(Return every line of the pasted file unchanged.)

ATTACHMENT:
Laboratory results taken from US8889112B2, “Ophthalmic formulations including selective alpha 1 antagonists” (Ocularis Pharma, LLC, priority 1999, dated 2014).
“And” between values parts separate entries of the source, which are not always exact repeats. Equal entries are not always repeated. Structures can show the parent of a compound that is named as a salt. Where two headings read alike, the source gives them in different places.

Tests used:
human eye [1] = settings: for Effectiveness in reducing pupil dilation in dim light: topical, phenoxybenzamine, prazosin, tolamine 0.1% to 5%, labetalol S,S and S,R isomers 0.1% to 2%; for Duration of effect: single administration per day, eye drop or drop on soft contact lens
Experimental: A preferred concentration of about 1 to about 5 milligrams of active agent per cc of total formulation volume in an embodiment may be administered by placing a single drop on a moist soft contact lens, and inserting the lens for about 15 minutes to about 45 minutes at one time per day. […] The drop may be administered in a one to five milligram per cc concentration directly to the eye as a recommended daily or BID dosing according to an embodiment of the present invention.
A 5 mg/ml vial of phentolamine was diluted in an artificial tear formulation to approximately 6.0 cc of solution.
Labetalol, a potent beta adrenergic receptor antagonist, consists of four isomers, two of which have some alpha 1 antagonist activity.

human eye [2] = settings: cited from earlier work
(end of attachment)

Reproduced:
Laboratory results taken from US8889112B2, “Ophthalmic formulations including selective alpha 1 antagonists” (Ocularis Pharma, LLC, priority 1999, dated 2014).
“And” between values parts separate entries of the source, which are not always exact repeats. Equal entries are not always repeated. Structures can show the parent of a compound that is named as a salt. Where two headings read alike, the source gives them in different places.

Tests used:
human eye [1] = settings: for Effectiveness in reducing pupil dilation in dim light: topical, phenoxybenzamine, prazosin, tolamine 0.1% to 5%, labetalol S,S and S,R isomers 0.1% to 2%; for Duration of effect: single administration per day, eye drop or drop on soft contact lens
Experimental: A preferred concentration of about 1 to about 5 milligrams of active agent per cc of total formulation volume in an embodiment may be administered by placing a single drop on a moist soft contact lens, and inserting the lens for about 15 minutes to about 45 minutes at one time per day. […] The drop may be administered in a one to five milligram per cc concentration directly to the eye as a recommended daily or BID dosing according to an embodiment of the present invention.
A 5 mg/ml vial of phentolamine was diluted in an artificial tear formulation to approximately 6.0 cc of solution.
Labetalol, a potent beta adrenergic receptor antagonist, consists of four isomers, two of which have some alpha 1 antagonist activity.

human eye [2] = settings: cited from earlier work